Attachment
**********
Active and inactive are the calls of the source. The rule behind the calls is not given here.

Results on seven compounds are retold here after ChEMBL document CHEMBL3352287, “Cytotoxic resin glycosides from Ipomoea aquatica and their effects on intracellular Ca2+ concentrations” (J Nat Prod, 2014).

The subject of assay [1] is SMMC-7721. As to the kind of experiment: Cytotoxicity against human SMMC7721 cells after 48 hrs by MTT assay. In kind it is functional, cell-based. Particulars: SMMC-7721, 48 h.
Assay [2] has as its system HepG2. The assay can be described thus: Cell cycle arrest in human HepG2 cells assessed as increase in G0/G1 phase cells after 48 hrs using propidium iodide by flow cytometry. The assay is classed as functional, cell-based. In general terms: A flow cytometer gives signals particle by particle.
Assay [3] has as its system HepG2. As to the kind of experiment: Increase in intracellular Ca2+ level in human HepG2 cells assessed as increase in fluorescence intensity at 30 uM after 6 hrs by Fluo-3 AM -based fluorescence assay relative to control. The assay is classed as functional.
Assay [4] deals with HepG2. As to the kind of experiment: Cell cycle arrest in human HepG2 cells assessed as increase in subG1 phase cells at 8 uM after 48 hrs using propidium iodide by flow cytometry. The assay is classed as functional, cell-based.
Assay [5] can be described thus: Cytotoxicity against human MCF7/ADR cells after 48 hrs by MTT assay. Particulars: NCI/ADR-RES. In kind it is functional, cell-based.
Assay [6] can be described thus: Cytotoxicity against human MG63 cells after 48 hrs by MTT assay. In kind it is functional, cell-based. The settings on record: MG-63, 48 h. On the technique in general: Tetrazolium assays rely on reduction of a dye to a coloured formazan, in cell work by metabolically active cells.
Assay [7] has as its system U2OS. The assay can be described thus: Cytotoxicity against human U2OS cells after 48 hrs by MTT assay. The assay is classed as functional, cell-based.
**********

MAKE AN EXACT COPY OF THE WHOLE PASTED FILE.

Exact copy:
Active and inactive are the calls of the source. The rule behind the calls is not given here.

Results on seven compounds are retold here after ChEMBL document CHEMBL3352287, “Cytotoxic resin glycosides from Ipomoea aquatica and their effects on intracellular Ca2+ concentrations” (J Nat Prod, 2014).

The subject of assay [1] is SMMC-7721. As to the kind of experiment: Cytotoxicity against human SMMC7721 cells after 48 hrs by MTT assay. In kind it is functional, cell-based. Particulars: SMMC-7721, 48 h.
Assay [2] has as its system HepG2. The assay can be described thus: Cell cycle arrest in human HepG2 cells assessed as increase in G0/G1 phase cells after 48 hrs using propidium iodide by flow cytometry. The assay is classed as functional, cell-based. In general terms: A flow cytometer gives signals particle by particle.
Assay [3] has as its system HepG2. As to the kind of experiment: Increase in intracellular Ca2+ level in human HepG2 cells assessed as increase in fluorescence intensity at 30 uM after 6 hrs by Fluo-3 AM -based fluorescence assay relative to control. The assay is classed as functional.
Assay [4] deals with HepG2. As to the kind of experiment: Cell cycle arrest in human HepG2 cells assessed as increase in subG1 phase cells at 8 uM after 48 hrs using propidium iodide by flow cytometry. The assay is classed as functional, cell-based.
Assay [5] can be described thus: Cytotoxicity against human MCF7/ADR cells after 48 hrs by MTT assay. Particulars: NCI/ADR-RES. In kind it is functional, cell-based.
Assay [6] can be described thus: Cytotoxicity against human MG63 cells after 48 hrs by MTT assay. In kind it is functional, cell-based. The settings on record: MG-63, 48 h. On the technique in general: Tetrazolium assays rely on reduction of a dye to a coloured formazan, in cell work by metabolically active cells.
Assay [7] has as its system U2OS. The assay can be described thus: Cytotoxicity against human U2OS cells after 48 hrs by MTT assay. The assay is classed as functional, cell-based.